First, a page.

You better believe that this bothered me.  That to me is an example of everything that is wrong with the world today; some people just don’t care about anyone but themselves.  I can’t imagine allowing my parents to live in a truck when I have room to put them up, even if it is an inconvenience for me!  I wouldn’t let any of you sleep in your vehicles.  It was difficult for me to not invite this woman to come live with us, which as a Christian I probably should have done.  So much of the world’s evil was present in this woman’s story; the evil of poverty and oppressive systems, the evil of the absence of love for family and other people created in the image of God.  This is hard to deal with and it is hard to see. 

So what would Jesus do?  Give her a little money and tell her not to come back for at least six months, right?  I gave this woman a little money to try to help her out, but I tried to give her more than some cash and coins.  I gave her my undivided attention for close to an hour and I believe that meant more to her than any amount of money could have.  I think I gave her hope in people and hope in the church.  I gave her love.  If only for an hour, that woman knew that someone cared about her.  And I shared with her why I gave her those things.  I told her that my actions were a manifestation of my faith.  I told her that Jesus loves her and that I believe that when we reach out to people in need that we are feeding or clothing Jesus himself.  We prayed together and parted ways, not knowing if we would ever see each other again or not.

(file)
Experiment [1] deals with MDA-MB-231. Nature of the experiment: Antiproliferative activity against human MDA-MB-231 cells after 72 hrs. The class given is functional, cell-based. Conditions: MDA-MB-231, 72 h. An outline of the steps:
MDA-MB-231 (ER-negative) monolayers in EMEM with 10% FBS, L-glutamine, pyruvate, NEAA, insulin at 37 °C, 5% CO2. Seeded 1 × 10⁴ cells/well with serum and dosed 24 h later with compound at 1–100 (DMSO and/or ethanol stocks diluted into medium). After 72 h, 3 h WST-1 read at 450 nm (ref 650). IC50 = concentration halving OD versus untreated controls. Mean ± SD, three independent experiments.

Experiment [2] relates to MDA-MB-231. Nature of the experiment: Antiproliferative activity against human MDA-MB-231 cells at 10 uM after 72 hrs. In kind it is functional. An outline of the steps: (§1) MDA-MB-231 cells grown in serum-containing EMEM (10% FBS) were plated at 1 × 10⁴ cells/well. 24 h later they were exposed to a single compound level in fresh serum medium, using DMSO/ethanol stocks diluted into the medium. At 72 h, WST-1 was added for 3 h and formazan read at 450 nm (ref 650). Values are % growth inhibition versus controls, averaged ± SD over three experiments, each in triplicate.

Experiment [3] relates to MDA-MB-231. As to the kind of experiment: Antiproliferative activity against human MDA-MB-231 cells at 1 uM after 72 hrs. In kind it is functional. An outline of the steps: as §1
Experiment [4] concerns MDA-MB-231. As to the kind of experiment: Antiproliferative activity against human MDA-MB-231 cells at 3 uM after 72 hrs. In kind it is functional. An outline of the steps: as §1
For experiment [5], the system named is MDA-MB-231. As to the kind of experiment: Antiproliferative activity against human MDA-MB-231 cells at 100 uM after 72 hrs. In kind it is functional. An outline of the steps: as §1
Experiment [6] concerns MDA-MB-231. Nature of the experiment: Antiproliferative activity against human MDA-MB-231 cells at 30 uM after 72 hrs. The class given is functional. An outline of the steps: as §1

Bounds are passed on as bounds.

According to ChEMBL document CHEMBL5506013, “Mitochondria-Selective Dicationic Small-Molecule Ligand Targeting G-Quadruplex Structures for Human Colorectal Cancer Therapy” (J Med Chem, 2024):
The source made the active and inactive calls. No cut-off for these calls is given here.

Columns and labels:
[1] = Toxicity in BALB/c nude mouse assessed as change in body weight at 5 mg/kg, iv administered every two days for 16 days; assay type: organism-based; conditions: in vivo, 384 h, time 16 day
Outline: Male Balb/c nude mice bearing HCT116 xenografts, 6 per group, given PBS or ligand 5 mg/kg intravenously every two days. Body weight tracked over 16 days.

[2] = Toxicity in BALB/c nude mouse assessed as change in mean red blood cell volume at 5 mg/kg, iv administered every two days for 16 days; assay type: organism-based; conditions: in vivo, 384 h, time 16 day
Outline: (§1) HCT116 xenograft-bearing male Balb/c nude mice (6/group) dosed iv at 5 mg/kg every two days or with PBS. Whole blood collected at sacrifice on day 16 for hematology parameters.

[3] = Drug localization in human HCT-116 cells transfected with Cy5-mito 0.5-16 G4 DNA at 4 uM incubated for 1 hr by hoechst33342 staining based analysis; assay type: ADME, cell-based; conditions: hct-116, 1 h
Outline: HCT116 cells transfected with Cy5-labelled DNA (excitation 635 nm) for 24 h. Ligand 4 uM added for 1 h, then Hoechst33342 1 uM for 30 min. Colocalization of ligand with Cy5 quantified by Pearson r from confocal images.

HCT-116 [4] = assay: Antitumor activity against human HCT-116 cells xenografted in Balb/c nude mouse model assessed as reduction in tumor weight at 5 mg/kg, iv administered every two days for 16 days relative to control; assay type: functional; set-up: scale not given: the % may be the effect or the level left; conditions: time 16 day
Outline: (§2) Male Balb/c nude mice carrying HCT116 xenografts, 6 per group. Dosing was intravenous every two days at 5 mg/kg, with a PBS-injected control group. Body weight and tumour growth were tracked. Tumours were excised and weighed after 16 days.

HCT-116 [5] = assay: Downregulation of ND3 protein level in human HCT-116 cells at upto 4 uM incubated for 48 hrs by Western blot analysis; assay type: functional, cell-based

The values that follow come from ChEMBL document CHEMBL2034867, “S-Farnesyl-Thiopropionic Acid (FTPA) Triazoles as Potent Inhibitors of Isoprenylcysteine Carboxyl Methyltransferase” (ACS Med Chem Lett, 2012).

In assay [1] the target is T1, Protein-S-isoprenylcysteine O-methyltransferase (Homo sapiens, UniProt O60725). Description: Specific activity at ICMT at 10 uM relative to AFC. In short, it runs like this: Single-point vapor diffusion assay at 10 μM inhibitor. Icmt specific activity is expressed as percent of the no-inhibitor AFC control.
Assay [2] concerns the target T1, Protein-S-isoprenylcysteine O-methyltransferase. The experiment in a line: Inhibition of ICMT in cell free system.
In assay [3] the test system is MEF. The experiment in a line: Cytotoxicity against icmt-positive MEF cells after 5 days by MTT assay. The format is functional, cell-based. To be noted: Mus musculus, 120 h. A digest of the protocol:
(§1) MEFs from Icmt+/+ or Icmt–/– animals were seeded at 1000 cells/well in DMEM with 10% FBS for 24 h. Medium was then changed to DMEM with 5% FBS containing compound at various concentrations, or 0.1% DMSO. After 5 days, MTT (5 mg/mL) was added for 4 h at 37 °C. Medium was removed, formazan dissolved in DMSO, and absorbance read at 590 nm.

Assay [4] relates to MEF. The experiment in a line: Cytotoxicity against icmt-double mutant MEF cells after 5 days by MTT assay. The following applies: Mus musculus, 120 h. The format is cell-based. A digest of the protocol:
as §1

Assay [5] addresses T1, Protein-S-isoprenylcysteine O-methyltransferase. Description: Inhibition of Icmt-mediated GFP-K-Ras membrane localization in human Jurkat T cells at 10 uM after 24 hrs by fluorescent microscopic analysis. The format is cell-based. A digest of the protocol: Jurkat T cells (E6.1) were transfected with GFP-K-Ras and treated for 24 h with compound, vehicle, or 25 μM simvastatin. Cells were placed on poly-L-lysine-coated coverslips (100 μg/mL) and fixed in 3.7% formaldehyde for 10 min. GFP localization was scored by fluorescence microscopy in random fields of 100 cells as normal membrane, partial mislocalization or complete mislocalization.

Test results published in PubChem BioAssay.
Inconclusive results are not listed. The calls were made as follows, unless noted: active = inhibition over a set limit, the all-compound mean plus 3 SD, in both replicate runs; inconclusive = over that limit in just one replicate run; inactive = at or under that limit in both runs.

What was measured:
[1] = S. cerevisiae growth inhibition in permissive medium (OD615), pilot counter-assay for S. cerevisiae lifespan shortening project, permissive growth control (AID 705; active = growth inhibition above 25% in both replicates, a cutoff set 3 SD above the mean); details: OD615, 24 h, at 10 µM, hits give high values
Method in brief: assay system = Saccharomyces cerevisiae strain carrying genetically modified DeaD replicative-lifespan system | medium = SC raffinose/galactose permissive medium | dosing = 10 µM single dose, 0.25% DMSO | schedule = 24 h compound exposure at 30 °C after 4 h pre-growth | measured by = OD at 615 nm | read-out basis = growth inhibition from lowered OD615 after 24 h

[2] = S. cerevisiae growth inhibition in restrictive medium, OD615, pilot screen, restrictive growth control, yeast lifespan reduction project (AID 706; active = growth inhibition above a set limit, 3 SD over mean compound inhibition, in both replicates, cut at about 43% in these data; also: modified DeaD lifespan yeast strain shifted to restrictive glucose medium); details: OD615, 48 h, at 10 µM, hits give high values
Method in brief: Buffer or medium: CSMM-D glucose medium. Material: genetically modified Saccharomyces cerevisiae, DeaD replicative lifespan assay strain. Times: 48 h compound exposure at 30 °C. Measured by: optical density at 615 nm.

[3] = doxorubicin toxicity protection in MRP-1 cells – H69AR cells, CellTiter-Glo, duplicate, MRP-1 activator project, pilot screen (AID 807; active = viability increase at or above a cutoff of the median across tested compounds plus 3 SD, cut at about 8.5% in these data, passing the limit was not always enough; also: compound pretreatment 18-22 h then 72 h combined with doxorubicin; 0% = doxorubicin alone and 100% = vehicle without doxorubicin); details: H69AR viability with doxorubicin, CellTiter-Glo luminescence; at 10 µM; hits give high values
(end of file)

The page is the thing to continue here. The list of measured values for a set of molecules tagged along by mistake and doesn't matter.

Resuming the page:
When Simeon saw a poor child born to poor parents who could only afford a couple of dirty birds for a sacrifice, he recognized that this child was his savior.  I couldn’t help but see my savior in this woman as well.  I hope that through the love that I showed to her that she could see at least a glimpse of the image of God within me.

It is Christmas time, a time to be merry, a time to be filled with joy.  We are not merry and joyful because the world is perfect and that everything is how it should be.  We are merry and joyful because we have been given a gift that is the antidote to all of the world’s pains and sorrows.  We have been given the one we have been anxiously awaiting since humanity first made the decision to disobey God.  We have been given the gift of a savior, one who has redeemed his people and will one day set all of creation back to the way it was meant to be.  Let us take the prophetess Anna as an example and tell all those that are awaiting this good news that their salvation has come and that they are invited to join in this movement.

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About Kevin Gasser

I envision this site to be a place where I can post my weekly sermon text and invite feedback from anyone who is interested in the church, theology, or life in general. Please note that these sermons are rough drafts of what I plan to say from the pulpit, so typos are common.